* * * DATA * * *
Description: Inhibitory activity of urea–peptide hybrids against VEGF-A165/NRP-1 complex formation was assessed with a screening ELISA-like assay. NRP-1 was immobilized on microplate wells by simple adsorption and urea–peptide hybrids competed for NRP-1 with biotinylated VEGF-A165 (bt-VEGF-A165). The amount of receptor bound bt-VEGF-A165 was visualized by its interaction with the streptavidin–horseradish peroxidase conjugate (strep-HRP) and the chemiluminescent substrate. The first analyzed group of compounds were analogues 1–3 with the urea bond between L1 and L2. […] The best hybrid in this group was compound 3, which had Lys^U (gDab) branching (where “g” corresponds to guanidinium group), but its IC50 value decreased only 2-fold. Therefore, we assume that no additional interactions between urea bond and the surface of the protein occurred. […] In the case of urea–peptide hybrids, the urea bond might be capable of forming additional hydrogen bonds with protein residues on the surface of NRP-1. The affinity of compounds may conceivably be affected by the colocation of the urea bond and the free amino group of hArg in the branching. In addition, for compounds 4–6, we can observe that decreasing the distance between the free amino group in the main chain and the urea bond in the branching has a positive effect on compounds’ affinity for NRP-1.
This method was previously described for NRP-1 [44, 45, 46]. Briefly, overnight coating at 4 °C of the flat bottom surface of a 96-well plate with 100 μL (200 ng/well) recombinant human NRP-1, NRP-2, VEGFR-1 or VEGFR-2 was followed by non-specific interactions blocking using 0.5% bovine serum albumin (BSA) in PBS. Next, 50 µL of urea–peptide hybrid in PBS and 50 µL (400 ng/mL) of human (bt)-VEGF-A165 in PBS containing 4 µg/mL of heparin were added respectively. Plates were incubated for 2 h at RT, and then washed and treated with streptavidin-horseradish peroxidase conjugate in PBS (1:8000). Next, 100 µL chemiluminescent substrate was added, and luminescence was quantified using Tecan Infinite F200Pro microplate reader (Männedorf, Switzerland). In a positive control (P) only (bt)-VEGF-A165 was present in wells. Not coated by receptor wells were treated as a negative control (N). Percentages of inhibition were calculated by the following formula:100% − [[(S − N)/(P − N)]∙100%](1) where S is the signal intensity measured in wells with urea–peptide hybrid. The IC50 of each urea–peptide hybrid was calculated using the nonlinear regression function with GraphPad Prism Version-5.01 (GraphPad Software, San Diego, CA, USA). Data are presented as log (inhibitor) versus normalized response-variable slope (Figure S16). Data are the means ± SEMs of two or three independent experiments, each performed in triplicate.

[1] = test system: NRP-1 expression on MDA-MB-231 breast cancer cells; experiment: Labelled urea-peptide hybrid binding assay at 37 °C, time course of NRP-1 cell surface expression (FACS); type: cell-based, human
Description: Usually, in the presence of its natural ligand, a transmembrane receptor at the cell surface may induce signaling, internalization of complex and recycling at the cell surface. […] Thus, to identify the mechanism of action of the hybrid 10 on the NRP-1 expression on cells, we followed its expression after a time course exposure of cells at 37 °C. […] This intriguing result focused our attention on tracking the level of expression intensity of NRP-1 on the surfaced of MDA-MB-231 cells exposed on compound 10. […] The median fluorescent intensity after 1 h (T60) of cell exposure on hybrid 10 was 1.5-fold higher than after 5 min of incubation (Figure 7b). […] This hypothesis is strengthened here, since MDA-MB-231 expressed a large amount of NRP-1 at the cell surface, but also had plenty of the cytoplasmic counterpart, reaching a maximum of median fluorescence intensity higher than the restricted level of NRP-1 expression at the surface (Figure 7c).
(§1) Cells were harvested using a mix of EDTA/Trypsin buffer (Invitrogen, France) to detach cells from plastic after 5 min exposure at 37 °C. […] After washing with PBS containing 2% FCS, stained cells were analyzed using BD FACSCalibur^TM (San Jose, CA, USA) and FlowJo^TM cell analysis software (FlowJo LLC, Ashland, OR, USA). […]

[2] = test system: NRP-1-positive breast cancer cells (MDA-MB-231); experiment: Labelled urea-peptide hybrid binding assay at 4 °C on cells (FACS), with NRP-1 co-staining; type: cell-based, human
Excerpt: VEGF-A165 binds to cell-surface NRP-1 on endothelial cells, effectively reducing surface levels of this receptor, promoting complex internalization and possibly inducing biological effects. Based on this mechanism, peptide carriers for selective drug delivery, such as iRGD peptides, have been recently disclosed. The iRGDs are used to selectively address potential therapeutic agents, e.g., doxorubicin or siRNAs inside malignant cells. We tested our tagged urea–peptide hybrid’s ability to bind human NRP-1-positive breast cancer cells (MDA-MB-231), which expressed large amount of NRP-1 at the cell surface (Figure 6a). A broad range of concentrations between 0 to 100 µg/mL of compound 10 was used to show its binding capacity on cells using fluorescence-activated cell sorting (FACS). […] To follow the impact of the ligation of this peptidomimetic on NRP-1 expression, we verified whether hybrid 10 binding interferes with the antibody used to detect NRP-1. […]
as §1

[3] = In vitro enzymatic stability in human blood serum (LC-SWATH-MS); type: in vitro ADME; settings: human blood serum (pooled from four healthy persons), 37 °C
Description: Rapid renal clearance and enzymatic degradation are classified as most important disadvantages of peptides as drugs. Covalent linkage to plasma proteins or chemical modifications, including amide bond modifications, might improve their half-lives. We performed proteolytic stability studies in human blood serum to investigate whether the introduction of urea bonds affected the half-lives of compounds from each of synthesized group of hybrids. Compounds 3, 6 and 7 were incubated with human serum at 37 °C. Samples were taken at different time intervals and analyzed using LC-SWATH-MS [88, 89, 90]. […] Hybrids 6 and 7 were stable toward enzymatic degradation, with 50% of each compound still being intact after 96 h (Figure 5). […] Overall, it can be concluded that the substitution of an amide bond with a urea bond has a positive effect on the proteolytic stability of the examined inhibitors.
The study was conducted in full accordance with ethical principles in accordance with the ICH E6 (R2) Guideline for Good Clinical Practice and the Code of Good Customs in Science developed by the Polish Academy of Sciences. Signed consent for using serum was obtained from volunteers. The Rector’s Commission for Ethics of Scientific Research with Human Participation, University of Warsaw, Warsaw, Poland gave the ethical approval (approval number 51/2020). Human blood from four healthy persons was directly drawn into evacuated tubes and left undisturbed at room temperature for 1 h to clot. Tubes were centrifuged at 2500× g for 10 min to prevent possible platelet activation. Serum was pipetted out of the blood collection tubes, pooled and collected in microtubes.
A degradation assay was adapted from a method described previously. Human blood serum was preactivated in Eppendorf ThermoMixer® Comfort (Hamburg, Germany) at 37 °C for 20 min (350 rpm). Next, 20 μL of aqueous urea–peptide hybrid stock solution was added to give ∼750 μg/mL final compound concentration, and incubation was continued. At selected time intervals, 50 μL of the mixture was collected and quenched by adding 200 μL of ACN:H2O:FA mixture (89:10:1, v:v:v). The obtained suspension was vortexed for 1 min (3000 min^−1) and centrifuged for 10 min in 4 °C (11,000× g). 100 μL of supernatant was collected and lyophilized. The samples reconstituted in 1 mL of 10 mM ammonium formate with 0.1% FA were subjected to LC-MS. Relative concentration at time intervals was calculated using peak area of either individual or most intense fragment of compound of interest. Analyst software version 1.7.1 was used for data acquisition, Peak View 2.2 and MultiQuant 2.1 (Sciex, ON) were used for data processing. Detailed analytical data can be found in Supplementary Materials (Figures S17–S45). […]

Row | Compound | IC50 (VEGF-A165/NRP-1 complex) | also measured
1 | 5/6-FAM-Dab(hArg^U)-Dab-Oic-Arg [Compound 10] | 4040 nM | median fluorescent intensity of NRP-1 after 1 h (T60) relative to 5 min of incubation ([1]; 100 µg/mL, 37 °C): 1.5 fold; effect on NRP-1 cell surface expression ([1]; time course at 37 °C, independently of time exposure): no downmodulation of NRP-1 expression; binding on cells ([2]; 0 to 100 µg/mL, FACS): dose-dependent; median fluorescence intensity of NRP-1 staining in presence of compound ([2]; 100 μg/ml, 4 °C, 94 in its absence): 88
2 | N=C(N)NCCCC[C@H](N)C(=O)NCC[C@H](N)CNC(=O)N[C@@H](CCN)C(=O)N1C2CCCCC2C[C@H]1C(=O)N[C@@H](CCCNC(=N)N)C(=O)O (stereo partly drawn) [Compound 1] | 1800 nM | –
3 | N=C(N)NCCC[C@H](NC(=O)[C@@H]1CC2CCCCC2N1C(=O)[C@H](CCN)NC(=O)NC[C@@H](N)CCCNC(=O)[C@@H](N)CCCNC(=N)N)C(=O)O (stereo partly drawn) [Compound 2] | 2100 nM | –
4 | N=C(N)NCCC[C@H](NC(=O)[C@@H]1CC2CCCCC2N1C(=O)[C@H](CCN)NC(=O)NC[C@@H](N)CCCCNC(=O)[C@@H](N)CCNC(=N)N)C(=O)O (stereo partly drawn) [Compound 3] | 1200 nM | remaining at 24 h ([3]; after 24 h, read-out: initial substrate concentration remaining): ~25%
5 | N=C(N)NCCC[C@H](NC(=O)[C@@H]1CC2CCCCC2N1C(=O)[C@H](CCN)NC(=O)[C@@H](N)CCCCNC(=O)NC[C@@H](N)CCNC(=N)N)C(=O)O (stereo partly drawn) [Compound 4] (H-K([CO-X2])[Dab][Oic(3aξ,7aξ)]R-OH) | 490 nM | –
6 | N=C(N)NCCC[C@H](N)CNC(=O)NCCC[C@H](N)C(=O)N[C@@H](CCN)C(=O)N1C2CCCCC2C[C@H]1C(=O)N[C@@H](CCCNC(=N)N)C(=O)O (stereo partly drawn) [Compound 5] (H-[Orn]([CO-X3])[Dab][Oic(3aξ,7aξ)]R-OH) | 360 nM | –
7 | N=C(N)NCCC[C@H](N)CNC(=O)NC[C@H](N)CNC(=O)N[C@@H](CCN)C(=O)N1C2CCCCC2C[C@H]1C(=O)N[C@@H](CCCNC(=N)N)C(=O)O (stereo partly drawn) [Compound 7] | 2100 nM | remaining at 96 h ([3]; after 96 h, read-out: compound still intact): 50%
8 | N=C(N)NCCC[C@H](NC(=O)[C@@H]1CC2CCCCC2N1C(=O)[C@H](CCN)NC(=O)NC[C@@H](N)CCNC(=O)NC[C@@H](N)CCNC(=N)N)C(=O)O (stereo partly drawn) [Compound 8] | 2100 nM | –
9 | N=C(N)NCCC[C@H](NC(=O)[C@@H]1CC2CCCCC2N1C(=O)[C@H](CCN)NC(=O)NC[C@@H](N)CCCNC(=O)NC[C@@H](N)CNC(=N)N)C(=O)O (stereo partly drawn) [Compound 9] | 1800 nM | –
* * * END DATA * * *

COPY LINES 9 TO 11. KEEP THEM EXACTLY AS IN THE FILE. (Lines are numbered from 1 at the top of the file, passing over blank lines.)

[3] = In vitro enzymatic stability in human blood serum (LC-SWATH-MS); type: in vitro ADME; settings: human blood serum (pooled from four healthy persons), 37 °C
Description: Rapid renal clearance and enzymatic degradation are classified as most important disadvantages of peptides as drugs. Covalent linkage to plasma proteins or chemical modifications, including amide bond modifications, might improve their half-lives. We performed proteolytic stability studies in human blood serum to investigate whether the introduction of urea bonds affected the half-lives of compounds from each of synthesized group of hybrids. Compounds 3, 6 and 7 were incubated with human serum at 37 °C. Samples were taken at different time intervals and analyzed using LC-SWATH-MS [88, 89, 90]. […] Hybrids 6 and 7 were stable toward enzymatic degradation, with 50% of each compound still being intact after 96 h (Figure 5). […] Overall, it can be concluded that the substitution of an amide bond with a urea bond has a positive effect on the proteolytic stability of the examined inhibitors.
The study was conducted in full accordance with ethical principles in accordance with the ICH E6 (R2) Guideline for Good Clinical Practice and the Code of Good Customs in Science developed by the Polish Academy of Sciences. Signed consent for using serum was obtained from volunteers. The Rector’s Commission for Ethics of Scientific Research with Human Participation, University of Warsaw, Warsaw, Poland gave the ethical approval (approval number 51/2020). Human blood from four healthy persons was directly drawn into evacuated tubes and left undisturbed at room temperature for 1 h to clot. Tubes were centrifuged at 2500× g for 10 min to prevent possible platelet activation. Serum was pipetted out of the blood collection tubes, pooled and collected in microtubes.